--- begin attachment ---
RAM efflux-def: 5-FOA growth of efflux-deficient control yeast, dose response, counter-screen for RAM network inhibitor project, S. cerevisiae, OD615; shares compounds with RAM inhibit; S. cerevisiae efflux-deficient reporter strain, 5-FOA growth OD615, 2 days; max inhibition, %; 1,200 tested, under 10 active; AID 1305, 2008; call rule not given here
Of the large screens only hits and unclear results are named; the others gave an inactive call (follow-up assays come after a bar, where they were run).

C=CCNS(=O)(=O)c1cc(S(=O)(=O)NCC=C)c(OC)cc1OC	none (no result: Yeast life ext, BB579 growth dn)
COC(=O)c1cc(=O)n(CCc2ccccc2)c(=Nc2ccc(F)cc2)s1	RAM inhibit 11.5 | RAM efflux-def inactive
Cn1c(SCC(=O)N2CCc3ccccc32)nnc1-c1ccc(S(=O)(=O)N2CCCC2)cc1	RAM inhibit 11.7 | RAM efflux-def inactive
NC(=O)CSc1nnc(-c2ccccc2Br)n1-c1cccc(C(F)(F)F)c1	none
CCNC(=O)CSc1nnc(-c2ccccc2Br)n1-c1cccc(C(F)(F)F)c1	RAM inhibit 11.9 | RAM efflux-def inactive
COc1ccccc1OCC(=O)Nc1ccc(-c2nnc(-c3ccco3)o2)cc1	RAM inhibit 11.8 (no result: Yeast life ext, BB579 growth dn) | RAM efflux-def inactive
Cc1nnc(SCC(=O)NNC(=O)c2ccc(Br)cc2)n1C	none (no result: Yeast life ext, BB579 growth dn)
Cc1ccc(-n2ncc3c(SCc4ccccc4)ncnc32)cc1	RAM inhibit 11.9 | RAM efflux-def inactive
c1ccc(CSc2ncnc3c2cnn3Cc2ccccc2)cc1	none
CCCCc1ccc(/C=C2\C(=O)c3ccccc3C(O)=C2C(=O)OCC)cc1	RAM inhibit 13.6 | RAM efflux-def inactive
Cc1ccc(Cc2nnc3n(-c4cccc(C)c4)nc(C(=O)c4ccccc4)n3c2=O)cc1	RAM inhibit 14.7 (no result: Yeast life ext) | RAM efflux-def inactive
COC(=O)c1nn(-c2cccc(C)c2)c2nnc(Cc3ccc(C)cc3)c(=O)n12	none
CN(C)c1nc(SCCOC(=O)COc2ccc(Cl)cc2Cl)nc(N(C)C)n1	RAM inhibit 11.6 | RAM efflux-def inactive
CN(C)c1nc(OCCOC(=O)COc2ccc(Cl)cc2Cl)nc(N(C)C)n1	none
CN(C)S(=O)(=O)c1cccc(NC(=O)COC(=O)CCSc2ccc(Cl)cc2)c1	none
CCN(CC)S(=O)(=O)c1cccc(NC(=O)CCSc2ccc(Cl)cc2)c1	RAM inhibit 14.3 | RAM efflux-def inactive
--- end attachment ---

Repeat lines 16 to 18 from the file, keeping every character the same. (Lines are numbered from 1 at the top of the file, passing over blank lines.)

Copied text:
CN(C)c1nc(OCCOC(=O)COc2ccc(Cl)cc2Cl)nc(N(C)C)n1	none
CN(C)S(=O)(=O)c1cccc(NC(=O)COC(=O)CCSc2ccc(Cl)cc2)c1	none
CCN(CC)S(=O)(=O)c1cccc(NC(=O)CCSc2ccc(Cl)cc2)c1	RAM inhibit 14.3 | RAM efflux-def inactive